Hypothesizing about the nature of extraterrestrial beings, or ET, always brings about some interesting debates.
The one thing everyone seems to want to know is if ETs are out there, what would happened should we come in contact with them? Would they come in peace and co-exist? Or would they destroy humanity?
Those same questions seems to have puzzled researchers affiliated with NASA and Pennsylvania State University, who conducted a study on the topic called Would Contact with Extraterrestrials Benefit or Harm Humanity? A Scenario Analysis.
Their scenario analysis, dated back in April, is published in the journal Acta Astronautica, and has drawn much media attention this week when an article published in the British media.
Seth Baum, a doctoral candidate, and Jacob Haqq-Misra and Shawn Domagal-Goldman, both postdoctoral scholars, wrote the paper. According to them, ET could decide that we are a threat to interstellar order and we have to be stopped before we spread; aliens could plan to eat or enslave people on earth; and destroy life on earth if they sense civilization was expanding too rapidly and could harm others.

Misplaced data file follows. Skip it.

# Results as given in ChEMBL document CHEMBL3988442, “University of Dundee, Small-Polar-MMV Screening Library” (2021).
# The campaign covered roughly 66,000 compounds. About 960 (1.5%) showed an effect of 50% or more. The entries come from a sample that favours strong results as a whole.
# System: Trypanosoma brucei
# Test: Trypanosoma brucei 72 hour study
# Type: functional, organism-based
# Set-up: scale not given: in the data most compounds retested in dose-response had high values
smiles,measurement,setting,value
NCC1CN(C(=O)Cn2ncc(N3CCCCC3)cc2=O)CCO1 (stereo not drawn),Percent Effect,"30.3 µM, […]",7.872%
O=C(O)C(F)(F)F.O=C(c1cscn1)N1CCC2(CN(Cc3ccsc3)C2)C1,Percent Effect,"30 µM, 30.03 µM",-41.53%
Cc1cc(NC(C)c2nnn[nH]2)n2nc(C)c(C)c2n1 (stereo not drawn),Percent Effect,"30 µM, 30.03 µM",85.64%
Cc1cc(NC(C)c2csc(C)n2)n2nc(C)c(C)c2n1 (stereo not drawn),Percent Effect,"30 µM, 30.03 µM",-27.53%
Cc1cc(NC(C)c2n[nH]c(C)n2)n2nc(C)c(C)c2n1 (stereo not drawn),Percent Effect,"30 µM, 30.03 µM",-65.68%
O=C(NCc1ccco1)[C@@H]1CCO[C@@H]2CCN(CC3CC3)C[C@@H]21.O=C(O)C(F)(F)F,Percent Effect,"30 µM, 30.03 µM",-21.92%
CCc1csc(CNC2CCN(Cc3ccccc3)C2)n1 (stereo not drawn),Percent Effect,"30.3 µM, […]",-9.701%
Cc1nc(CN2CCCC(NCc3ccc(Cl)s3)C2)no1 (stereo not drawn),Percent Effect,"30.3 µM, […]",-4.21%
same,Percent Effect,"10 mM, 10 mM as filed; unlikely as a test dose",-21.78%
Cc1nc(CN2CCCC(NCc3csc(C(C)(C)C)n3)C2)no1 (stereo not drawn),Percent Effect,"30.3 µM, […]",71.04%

In those cases, the authors recommended that Earthlings cautiously write messages to extraterrestrials and avoid including details of the human biology, form and structure of the DNA model. Additionally, they said human beings shouldn't give off the appearance of being a rapidly expansive civilization. If ET should see humanity in this light, then it may be inclined to attempt a preemptive strike against us so as to prevent us from growing into a threat to (them) or others in the galaxy, researchers wrote.
But not all encounter with the aliens may end up in doom and gloom.
In fact, the authors also wrote that an encounter with a alien could lead to it helping us with technology and to learn more about space. technologically, to push deeper into space.
Domagal-Goldman, said in a blog post on Friday that while he believed contact with alien civilization was unlikely, researching the possibility was fun, according to Reuters. And while we've yet to come across aliens, the researchers said their scenario analysis serves as a step toward developing a comprehensive strategy for responding to contact with (extraterrestrials).
See full text of the 33-page analysis below.